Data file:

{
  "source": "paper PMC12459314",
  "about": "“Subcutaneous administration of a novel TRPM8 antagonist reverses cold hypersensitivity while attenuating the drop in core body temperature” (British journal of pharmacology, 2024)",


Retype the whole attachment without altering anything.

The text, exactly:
{
  "source": "paper PMC12459314",
  "about": "“Subcutaneous administration of a novel TRPM8 antagonist reverses cold hypersensitivity while attenuating the drop in core body temperature” (British journal of pharmacology, 2024)",